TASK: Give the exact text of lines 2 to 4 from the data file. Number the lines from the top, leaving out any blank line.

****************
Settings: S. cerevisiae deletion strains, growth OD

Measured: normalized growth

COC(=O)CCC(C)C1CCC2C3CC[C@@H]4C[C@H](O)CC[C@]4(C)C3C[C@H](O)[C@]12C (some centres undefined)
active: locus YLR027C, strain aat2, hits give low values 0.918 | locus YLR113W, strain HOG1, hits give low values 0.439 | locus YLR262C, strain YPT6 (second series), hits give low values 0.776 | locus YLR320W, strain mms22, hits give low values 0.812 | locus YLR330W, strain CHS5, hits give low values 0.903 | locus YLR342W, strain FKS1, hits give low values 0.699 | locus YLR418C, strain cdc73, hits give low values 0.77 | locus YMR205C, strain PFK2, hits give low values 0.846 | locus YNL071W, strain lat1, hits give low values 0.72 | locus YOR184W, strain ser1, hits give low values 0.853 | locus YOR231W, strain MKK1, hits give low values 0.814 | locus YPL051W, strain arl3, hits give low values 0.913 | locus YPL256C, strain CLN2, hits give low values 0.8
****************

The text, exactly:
Measured: normalized growth

COC(=O)CCC(C)C1CCC2C3CC[C@@H]4C[C@H](O)CC[C@]4(C)C3C[C@H](O)[C@]12C (some centres undefined)
active: locus YLR027C, strain aat2, hits give low values 0.918 | locus YLR113W, strain HOG1, hits give low values 0.439 | locus YLR262C, strain YPT6 (second series), hits give low values 0.776 | locus YLR320W, strain mms22, hits give low values 0.812 | locus YLR330W, strain CHS5, hits give low values 0.903 | locus YLR342W, strain FKS1, hits give low values 0.699 | locus YLR418C, strain cdc73, hits give low values 0.77 | locus YMR205C, strain PFK2, hits give low values 0.846 | locus YNL071W, strain lat1, hits give low values 0.72 | locus YOR184W, strain ser1, hits give low values 0.853 | locus YOR231W, strain MKK1, hits give low values 0.814 | locus YPL051W, strain arl3, hits give low values 0.913 | locus YPL256C, strain CLN2, hits give low values 0.8